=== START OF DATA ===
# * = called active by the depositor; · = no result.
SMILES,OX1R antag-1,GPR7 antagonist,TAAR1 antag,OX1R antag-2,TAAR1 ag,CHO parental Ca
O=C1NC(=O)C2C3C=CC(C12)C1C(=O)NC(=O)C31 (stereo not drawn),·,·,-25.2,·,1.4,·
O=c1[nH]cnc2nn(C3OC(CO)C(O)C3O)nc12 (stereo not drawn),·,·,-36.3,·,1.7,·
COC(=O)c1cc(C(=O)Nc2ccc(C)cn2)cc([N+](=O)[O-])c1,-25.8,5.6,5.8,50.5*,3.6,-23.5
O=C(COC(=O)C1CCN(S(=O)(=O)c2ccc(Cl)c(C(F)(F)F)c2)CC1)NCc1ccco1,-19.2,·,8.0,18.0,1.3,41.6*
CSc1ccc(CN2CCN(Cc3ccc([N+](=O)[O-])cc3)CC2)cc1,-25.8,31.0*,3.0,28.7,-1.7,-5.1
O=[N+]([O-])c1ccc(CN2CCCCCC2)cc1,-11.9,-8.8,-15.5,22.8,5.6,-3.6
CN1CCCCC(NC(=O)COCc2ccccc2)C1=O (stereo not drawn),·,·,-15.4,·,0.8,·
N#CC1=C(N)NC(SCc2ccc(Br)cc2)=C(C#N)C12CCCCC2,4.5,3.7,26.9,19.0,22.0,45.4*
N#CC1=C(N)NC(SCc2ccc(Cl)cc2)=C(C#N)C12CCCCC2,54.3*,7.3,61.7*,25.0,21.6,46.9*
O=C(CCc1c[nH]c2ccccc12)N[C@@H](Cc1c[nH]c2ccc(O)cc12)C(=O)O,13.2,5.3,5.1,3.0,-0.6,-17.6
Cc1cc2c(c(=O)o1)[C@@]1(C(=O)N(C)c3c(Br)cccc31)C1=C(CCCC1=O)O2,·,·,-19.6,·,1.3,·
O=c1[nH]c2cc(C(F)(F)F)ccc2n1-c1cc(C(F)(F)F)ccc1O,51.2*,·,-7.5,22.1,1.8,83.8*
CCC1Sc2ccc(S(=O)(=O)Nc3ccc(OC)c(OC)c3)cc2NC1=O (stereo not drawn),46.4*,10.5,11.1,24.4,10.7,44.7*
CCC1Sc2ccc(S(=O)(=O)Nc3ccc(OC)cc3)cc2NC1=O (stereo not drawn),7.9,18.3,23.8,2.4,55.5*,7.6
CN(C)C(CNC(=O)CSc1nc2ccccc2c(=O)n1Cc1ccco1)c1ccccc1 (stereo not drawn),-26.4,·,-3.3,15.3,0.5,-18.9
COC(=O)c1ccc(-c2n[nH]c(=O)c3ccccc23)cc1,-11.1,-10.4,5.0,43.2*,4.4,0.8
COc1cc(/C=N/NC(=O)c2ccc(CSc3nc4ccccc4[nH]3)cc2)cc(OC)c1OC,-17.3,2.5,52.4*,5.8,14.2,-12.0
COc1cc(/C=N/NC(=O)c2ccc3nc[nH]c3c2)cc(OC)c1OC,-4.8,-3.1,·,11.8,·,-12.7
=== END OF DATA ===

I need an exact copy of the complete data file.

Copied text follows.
# * = called active by the depositor; · = no result.
SMILES,OX1R antag-1,GPR7 antagonist,TAAR1 antag,OX1R antag-2,TAAR1 ag,CHO parental Ca
O=C1NC(=O)C2C3C=CC(C12)C1C(=O)NC(=O)C31 (stereo not drawn),·,·,-25.2,·,1.4,·
O=c1[nH]cnc2nn(C3OC(CO)C(O)C3O)nc12 (stereo not drawn),·,·,-36.3,·,1.7,·
COC(=O)c1cc(C(=O)Nc2ccc(C)cn2)cc([N+](=O)[O-])c1,-25.8,5.6,5.8,50.5*,3.6,-23.5
O=C(COC(=O)C1CCN(S(=O)(=O)c2ccc(Cl)c(C(F)(F)F)c2)CC1)NCc1ccco1,-19.2,·,8.0,18.0,1.3,41.6*
CSc1ccc(CN2CCN(Cc3ccc([N+](=O)[O-])cc3)CC2)cc1,-25.8,31.0*,3.0,28.7,-1.7,-5.1
O=[N+]([O-])c1ccc(CN2CCCCCC2)cc1,-11.9,-8.8,-15.5,22.8,5.6,-3.6
CN1CCCCC(NC(=O)COCc2ccccc2)C1=O (stereo not drawn),·,·,-15.4,·,0.8,·
N#CC1=C(N)NC(SCc2ccc(Br)cc2)=C(C#N)C12CCCCC2,4.5,3.7,26.9,19.0,22.0,45.4*
N#CC1=C(N)NC(SCc2ccc(Cl)cc2)=C(C#N)C12CCCCC2,54.3*,7.3,61.7*,25.0,21.6,46.9*
O=C(CCc1c[nH]c2ccccc12)N[C@@H](Cc1c[nH]c2ccc(O)cc12)C(=O)O,13.2,5.3,5.1,3.0,-0.6,-17.6
Cc1cc2c(c(=O)o1)[C@@]1(C(=O)N(C)c3c(Br)cccc31)C1=C(CCCC1=O)O2,·,·,-19.6,·,1.3,·
O=c1[nH]c2cc(C(F)(F)F)ccc2n1-c1cc(C(F)(F)F)ccc1O,51.2*,·,-7.5,22.1,1.8,83.8*
CCC1Sc2ccc(S(=O)(=O)Nc3ccc(OC)c(OC)c3)cc2NC1=O (stereo not drawn),46.4*,10.5,11.1,24.4,10.7,44.7*
CCC1Sc2ccc(S(=O)(=O)Nc3ccc(OC)cc3)cc2NC1=O (stereo not drawn),7.9,18.3,23.8,2.4,55.5*,7.6
CN(C)C(CNC(=O)CSc1nc2ccccc2c(=O)n1Cc1ccco1)c1ccccc1 (stereo not drawn),-26.4,·,-3.3,15.3,0.5,-18.9
COC(=O)c1ccc(-c2n[nH]c(=O)c3ccccc23)cc1,-11.1,-10.4,5.0,43.2*,4.4,0.8
COc1cc(/C=N/NC(=O)c2ccc(CSc3nc4ccccc4[nH]3)cc2)cc(OC)c1OC,-17.3,2.5,52.4*,5.8,14.2,-12.0
COc1cc(/C=N/NC(=O)c2ccc3nc[nH]c3c2)cc(OC)c1OC,-4.8,-3.1,·,11.8,·,-12.7